Jan Hodel, PHD Student International Centre for Brewing and Distilling / Heriot-Watt University

A comparison of extracts of gin botanicals with known origin, family and their state (plant part, dried/fresh, whole/kibbled/powder) is investigated. The distillations are conducted on an extraction funnel with a vapour chamber, 1l glassware laboratory setup with temperature-controlled heating mantle. A correlation of extraction dynamics by changing solute amount and solvent concentrations in a vapour extraction

distillation is investigated. These conditions have been altered in initial ethanol concentration of the charge and the weight of botanicals. Additionally, two different bulk charges are tested. The single botanical distillations are used to investigate how flavour and aroma compounds are effectively extracted and ultimately how they dier from one botanical to another. This experiment aims to investigate whether there is an optimum mix of conditions to extract the highest levels of certain compounds in gin distillation. The experiment design is a 32- factorial design with two initial base conditions (charge levels) resulting in 18 individual distillations. The botanical chosen is Juniperus communis L., being the prime botanical in gin. Comparing the list of flavour compounds identified in gin, with the flavour compounds identified in the essential oil of juniper berries the following chemical compounds have been chosen as markers: α-pinene,α-phellandrene,β-pinene,β-phellandrene, Myrcene, DL-Limonene, γ-terpinene, α-cubebene, caryophyllene, γ-elemene.

It is expected to see different concentrations in the nal distillate, which are compared to each condition. The quantification is carried out with Gas chromatography/ mass spectrometry. Additionally, the aroma intensity is evaluated by a tasting panel, and conclusions can be drawn on the concentration and the odour threshold from the above mentioned compounds.

 

IP RISK MANAGEMENT FOR CRAFT DISTILLERS: NAVIGATING THE MINEFIELD

Paul Reidl, Law Oce of Paul Reidl

Stephen Gould, Proprietor / Master Distiller Golden Moon Distillery

Trademark, copyright, right of publicity and privacy, patent. What are the legal and business risks and how do you manage them?

 

MONTHLY TTB REPORTING AND COMPLIANCE

Donald Snyder, President Whiskey Systems Online

Join us for an open discussion to learn how to populate the monthly TTB Operations Reports and the Federal Excise Tax Returns, get answers to your compliance questions, and discover how the new lower effective tax rate law affects your distillery.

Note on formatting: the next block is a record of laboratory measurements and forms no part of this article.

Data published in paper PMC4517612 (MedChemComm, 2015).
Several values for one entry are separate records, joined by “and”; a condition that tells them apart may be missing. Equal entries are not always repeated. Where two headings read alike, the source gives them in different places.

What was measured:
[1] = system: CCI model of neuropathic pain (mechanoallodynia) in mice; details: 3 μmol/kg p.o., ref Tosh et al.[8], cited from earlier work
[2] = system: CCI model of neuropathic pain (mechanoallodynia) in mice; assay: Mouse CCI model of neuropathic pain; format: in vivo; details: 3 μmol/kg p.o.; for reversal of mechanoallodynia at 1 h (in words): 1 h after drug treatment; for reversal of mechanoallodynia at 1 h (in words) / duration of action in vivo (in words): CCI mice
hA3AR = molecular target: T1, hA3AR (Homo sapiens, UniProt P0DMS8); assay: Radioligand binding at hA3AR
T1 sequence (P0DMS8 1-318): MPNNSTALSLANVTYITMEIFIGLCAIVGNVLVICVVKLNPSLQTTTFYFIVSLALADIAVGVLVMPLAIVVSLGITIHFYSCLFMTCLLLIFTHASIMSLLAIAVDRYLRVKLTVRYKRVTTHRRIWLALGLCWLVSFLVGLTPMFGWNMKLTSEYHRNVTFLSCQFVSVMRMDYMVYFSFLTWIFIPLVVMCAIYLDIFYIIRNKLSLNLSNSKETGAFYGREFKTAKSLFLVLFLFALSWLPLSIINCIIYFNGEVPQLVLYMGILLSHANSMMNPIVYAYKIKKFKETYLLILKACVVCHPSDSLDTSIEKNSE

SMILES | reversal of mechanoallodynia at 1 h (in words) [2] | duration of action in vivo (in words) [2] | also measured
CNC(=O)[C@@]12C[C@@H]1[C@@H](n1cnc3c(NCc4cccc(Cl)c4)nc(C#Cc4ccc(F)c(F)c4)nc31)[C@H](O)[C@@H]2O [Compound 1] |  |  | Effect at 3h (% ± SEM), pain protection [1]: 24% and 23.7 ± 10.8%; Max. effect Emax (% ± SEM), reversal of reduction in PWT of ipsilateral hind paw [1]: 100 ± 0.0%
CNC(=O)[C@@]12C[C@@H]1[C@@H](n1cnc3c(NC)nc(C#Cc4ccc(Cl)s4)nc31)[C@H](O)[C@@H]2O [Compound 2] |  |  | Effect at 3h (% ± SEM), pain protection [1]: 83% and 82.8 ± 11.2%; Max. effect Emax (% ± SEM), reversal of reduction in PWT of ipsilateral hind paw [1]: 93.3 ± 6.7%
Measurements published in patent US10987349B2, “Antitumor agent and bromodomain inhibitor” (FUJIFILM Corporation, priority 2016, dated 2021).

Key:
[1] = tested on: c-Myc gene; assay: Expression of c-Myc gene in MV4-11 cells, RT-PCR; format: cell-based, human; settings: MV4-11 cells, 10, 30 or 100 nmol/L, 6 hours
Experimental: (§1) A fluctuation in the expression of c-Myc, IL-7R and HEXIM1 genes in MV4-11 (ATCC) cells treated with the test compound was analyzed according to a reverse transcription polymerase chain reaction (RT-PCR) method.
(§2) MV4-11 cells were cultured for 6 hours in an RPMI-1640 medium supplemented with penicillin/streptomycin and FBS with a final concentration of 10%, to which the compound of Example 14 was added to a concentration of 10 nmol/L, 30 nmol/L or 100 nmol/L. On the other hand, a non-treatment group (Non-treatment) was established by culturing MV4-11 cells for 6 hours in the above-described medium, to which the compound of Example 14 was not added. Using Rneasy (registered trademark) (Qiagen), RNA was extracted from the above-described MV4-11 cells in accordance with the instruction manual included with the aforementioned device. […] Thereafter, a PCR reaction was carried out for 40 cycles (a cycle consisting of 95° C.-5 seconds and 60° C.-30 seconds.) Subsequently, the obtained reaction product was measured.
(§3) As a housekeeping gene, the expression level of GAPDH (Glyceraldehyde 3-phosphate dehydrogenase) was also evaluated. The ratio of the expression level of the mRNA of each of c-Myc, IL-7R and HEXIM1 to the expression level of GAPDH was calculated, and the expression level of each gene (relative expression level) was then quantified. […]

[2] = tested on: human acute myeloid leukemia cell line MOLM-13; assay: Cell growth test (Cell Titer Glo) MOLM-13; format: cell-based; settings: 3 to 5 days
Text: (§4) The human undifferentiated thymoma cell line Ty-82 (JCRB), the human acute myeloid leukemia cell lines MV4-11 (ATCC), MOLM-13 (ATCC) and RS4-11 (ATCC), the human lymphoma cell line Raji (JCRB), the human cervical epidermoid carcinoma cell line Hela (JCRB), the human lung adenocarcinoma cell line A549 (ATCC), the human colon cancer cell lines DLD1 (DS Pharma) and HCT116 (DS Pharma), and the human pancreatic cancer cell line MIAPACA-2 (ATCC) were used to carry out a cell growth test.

BUILDING A CRAFT FLOOR-MALTING HOUSE

Gabe Toth, Lead Distiller The Family Jones | Freelance Writer White Mule Press

A discussion on building a craft floor-malt house.

 

MANIPULATING FUSEL OIL LEVELS IN NEW MAKE DISTILLATE

Travis Hammond, Operations Manager Smooth Ambler Spirits

The ultimate goal of any distiller is to consistently produce a quality spirit. There are no less than one-hundred variables that can directly aect the avor of the distillate. All avors are due to the presence of small levels of organic molecules that are carried over during distillation. This presentation presents the results of a 3-month study carried at Smooth Ambler Spirits to quantify our attempt at identifying the molecules and optimizing a process for consistency and quality

 

BARREL ENTRY PROOF & MASH BILL EFFECTS ON BOURBON FLAVORS

Eric Zandona, Spirits Information Director American Distilling Institute

Sara Smith, Writer / Whiskey Judge

 

 

WOMEN’S SUMMIT PANEL

Andie Ferman, Lauren Patz, Kat Valentina, Lacie Thornton, Ali Edelstein, Sara Barnes, Virginia Miller

and more.

Join trailblazing women for the 4th edition of ADI’s Women’s Summit! Mentors include Distillers, mixologists, brand ambassadors, business leaders ready to share their knowledge and establish year-long connections.

 

TTB SCIENTIFIC SERVICES DIVISION

Sarita Cardozo, Industry Liaison Chemist, Scientific Services Division Alcohol and Tobacco Tax and Trade Bureau

This is a two-part presentation. Part 1 will address some of the questions that the TTB Laboratory receives from industry relating to proong. Part 2 is a brief discussion about the Scientific Services Division administration of the Chemist Certification Program for the exportation of alcohol beverages per Procedure 2018-2.